Woodland, who also owns Woodlands Tavern and Woodlands Backyard, and partner Ed Hastie bought the Park Street complex from Jeff Corso in 2013. Soon after, Woodland heard about the planned redevelopment of the property.
He isn’t bitter. The businesses did well, and he has had time to notify the 50 or so employees at the complex of what was happening. He will, however, miss the music venue that was developed at Saloon.
“I’m a little bummed that we’re not going to have Saloon,” Woodland said. “We will be leaving a void in the city.”
He’s hoping to re-create the venue elsewhere.
“We’ve talked about finding a space to facilitate an 800 to 1,200 person capacity venue,” he said. “We will be looking for that over the next year.”
In addition to the bars, the 30,000-squarefoot complex includes restaurants and dance floors, all of which are connected.
It long served as a hub of nightlife in the area around the North Market, but over time, Arena District and Short North development has crept in all around it.
He said it was no surprise when Continental Real Estate Cos. announced in 2015 its plans to develop an eight-story AC hotel on the site.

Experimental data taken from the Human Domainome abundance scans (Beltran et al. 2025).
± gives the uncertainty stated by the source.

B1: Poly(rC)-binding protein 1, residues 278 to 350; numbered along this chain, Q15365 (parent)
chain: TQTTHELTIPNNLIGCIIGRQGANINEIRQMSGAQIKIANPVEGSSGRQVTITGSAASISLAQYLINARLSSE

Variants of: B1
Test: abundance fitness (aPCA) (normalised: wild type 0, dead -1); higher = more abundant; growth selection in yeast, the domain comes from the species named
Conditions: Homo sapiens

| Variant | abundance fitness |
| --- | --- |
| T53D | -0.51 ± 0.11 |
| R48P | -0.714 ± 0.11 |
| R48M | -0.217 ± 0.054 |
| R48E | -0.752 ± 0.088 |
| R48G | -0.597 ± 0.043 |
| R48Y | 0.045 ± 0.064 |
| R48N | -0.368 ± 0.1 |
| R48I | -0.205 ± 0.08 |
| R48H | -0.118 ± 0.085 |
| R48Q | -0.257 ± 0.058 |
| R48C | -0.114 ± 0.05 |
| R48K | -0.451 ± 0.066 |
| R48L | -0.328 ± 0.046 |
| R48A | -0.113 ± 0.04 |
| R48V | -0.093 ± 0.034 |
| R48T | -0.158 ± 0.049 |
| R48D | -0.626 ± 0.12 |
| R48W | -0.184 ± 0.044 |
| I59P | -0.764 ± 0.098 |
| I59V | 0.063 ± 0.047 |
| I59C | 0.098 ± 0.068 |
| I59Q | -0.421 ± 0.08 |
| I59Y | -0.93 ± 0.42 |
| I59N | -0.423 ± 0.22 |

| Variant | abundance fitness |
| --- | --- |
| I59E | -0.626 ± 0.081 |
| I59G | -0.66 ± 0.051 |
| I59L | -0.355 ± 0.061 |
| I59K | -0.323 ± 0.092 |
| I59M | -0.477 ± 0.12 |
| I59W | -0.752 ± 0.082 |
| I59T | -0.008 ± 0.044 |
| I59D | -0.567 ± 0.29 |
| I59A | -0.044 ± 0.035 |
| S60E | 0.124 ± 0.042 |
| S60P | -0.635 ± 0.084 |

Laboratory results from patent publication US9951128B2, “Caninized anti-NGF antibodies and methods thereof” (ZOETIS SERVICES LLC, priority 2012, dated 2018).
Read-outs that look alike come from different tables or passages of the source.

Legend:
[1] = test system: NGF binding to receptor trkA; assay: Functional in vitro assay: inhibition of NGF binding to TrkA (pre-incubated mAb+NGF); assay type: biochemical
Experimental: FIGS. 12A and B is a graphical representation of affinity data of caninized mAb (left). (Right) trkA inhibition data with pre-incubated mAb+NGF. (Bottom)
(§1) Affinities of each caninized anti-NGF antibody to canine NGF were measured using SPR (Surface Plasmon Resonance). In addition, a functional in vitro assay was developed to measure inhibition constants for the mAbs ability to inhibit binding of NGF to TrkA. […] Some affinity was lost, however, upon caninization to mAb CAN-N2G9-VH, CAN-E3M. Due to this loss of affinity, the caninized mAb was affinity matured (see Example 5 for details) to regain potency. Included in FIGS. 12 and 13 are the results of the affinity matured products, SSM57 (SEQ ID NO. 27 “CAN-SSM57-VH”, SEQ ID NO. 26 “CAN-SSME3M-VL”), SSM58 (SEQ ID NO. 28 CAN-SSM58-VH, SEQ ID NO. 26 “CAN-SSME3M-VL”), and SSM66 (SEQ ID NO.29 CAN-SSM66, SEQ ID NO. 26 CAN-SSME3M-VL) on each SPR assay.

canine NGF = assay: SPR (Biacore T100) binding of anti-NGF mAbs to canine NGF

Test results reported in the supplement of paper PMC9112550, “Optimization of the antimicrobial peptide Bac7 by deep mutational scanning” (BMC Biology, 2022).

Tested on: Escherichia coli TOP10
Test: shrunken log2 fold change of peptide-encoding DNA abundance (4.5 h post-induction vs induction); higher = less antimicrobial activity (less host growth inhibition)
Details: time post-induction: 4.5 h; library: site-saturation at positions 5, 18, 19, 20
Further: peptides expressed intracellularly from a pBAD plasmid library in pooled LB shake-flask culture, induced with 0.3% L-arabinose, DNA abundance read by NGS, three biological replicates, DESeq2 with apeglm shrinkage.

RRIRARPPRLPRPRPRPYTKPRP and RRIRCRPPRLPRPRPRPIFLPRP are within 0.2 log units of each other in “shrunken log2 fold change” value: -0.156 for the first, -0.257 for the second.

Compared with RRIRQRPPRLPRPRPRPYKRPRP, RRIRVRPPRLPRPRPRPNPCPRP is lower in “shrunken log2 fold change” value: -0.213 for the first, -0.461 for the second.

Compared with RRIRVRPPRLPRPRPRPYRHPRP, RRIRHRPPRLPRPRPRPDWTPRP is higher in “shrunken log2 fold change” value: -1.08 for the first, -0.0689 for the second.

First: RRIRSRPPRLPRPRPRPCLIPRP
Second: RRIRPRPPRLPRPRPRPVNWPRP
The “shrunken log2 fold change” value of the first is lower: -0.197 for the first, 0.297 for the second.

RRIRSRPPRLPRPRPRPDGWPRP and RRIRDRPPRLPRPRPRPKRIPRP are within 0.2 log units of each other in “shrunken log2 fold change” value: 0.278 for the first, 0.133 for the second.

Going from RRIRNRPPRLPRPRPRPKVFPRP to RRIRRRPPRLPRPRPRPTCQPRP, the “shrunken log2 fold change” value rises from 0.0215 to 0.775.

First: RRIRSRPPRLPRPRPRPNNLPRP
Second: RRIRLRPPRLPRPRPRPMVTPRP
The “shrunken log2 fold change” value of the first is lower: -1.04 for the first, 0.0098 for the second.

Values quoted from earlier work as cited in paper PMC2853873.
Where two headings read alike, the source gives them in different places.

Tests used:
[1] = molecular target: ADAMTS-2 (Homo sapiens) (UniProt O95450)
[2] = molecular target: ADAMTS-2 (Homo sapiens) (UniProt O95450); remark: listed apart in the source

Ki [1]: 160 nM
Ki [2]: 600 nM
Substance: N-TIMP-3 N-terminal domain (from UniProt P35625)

Continental is expected to break ground on the project soon and finish construction sometime in 2019. Continental’s David Kass did not respond to a request for comment.
Even the North Market announced plans earlier this year to build a more than 30-story tall tower on its parking lot.
Woodland is moving on to new projects. He plans to put an air dome over the volleyball courts at Woodlands Backyard in October to allow the popular recreation leagues to operate year round. The dome would be removed during warmer months.
“It will do really well for us,” Woodland said. “We are going to have our hands full with the sports dome, and we might bring some sort of music element into that.”
As for finding new homes for the bars at the Park Street complex, that’s not going to happen. Woodland said those spots were unique and can’t be replicated. And while he will look for a way to bring the concept of Saloon to another place in the city, he isn’t hopeful.
“It is crazy right now, with the development in the city, to find an economically viable space,” Woodland said of the concert hall. “It has to be big, and you have to have the parking for it. That’s why Park Street was perfect.”
Park Street Patio is one of three bars in a complex near the North Market that will have a final bash Saturday before closing to make way for construction of a hotel and office building.